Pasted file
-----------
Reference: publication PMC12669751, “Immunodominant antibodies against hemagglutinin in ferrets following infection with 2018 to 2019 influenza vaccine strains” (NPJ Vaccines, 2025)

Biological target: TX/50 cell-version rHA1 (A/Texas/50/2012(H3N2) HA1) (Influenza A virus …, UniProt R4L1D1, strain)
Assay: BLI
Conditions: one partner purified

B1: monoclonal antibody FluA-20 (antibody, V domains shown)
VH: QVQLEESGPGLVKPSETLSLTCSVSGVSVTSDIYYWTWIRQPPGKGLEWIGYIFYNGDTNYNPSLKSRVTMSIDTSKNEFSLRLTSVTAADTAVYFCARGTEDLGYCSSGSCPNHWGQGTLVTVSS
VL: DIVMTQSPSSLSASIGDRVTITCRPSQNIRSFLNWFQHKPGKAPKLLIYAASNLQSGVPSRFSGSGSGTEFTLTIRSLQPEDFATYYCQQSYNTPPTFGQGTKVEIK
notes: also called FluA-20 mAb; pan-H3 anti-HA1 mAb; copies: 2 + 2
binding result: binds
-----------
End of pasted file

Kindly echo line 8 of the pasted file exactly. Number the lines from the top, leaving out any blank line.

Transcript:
notes: also called FluA-20 mAb; pan-H3 anti-HA1 mAb; copies: 2 + 2